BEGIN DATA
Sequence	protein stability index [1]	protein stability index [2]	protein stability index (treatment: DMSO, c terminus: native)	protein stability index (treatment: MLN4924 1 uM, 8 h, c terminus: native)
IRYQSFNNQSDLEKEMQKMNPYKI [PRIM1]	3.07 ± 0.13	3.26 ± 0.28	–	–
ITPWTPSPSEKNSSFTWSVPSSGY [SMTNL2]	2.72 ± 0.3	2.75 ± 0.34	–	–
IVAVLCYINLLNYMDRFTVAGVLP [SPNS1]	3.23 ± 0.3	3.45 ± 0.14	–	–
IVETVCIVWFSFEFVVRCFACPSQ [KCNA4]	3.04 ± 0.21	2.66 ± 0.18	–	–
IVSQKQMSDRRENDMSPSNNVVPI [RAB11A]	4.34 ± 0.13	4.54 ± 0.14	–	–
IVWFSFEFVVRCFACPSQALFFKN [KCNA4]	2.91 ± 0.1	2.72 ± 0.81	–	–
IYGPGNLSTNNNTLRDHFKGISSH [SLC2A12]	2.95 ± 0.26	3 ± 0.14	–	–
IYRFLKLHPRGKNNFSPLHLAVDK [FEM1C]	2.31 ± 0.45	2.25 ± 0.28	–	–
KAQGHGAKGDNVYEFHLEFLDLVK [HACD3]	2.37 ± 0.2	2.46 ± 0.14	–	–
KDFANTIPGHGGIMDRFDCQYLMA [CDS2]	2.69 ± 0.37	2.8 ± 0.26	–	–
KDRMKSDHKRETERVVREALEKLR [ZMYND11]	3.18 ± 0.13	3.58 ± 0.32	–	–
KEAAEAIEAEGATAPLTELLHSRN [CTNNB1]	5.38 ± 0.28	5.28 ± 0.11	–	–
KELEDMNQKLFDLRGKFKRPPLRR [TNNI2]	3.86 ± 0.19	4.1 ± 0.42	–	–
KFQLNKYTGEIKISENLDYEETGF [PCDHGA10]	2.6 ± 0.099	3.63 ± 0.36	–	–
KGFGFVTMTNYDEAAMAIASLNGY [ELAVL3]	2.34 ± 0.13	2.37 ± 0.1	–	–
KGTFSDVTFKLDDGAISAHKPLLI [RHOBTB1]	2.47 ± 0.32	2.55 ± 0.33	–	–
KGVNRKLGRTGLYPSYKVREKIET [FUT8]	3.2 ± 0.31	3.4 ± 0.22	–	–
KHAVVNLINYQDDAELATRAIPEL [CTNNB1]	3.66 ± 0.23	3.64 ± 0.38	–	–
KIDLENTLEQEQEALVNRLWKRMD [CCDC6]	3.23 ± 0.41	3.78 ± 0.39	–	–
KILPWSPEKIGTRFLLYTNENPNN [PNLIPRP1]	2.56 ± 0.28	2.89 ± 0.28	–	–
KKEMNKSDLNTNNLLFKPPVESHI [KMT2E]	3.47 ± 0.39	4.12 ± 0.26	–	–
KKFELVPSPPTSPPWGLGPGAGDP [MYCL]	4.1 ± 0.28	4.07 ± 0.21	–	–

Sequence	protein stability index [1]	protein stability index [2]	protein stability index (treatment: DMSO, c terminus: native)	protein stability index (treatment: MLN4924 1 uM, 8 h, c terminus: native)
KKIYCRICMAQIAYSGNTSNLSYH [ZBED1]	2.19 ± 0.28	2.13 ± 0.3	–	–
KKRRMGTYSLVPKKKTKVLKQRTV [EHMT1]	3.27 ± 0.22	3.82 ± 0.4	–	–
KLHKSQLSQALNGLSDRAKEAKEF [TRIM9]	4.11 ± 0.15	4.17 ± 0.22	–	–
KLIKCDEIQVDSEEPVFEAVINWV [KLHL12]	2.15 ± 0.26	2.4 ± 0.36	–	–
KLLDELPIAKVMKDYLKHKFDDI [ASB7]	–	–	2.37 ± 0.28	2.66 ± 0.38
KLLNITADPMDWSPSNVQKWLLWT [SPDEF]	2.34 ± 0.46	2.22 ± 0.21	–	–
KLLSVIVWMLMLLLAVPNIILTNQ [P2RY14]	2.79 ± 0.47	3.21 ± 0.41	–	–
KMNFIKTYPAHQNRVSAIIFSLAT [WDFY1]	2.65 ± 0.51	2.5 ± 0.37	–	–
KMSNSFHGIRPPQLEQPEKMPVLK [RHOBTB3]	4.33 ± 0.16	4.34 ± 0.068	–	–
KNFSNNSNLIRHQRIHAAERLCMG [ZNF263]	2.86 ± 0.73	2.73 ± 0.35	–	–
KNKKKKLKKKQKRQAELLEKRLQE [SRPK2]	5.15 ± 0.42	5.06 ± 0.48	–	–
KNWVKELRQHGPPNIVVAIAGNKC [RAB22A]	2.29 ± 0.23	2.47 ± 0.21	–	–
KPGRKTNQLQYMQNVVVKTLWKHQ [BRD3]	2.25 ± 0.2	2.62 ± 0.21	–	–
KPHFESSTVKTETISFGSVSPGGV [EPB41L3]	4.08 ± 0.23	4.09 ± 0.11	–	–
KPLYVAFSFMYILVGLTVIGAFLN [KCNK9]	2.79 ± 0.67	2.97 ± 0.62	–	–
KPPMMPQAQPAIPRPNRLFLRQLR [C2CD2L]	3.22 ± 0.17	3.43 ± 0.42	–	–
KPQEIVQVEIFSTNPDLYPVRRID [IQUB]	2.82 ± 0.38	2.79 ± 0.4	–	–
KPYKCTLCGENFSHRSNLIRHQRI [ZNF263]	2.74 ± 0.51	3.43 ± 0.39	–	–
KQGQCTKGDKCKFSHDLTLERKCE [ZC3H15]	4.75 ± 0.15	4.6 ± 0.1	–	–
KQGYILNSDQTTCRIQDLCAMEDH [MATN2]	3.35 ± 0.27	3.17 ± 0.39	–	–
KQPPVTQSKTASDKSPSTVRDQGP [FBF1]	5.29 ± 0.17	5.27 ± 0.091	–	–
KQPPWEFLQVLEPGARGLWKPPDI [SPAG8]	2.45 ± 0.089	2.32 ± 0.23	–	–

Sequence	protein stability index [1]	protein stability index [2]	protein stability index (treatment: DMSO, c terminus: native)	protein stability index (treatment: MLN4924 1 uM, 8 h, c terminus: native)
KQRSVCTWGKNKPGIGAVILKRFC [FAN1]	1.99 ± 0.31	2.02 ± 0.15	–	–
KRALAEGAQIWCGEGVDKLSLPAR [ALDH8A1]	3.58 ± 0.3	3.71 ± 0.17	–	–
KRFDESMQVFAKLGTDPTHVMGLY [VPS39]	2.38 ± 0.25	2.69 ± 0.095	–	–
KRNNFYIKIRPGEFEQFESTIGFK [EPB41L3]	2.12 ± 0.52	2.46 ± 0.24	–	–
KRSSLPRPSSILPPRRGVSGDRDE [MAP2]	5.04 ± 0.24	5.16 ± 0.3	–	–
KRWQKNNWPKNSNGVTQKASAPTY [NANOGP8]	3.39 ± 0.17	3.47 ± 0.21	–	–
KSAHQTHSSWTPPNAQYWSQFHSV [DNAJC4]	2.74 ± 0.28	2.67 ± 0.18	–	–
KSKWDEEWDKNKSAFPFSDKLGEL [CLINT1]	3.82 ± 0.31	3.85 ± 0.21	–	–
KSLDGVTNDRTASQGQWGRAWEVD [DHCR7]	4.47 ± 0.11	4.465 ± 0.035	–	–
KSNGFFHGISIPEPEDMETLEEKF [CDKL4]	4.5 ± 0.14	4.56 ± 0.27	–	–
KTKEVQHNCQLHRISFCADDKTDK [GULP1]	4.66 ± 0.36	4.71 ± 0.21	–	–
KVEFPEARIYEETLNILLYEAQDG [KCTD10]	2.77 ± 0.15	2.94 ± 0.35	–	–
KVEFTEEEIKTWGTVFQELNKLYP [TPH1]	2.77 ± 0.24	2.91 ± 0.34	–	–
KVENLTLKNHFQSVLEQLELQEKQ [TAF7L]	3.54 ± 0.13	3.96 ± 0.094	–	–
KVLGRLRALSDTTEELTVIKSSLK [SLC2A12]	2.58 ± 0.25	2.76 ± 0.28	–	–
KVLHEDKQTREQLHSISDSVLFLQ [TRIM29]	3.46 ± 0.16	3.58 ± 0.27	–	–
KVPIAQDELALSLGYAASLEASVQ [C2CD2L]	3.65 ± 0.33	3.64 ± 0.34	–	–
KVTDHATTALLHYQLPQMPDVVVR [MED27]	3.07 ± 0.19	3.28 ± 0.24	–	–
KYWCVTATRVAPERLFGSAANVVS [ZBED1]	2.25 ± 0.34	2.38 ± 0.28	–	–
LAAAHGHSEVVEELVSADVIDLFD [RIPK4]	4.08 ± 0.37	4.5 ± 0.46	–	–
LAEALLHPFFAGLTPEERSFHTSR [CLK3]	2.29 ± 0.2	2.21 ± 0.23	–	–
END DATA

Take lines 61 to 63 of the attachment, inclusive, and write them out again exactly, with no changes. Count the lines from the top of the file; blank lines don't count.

KVENLTLKNHFQSVLEQLELQEKQ [TAF7L]	3.54 ± 0.13	3.96 ± 0.094	–	–
KVLGRLRALSDTTEELTVIKSSLK [SLC2A12]	2.58 ± 0.25	2.76 ± 0.28	–	–
KVLHEDKQTREQLHSISDSVLFLQ [TRIM29]	3.46 ± 0.16	3.58 ± 0.27	–	–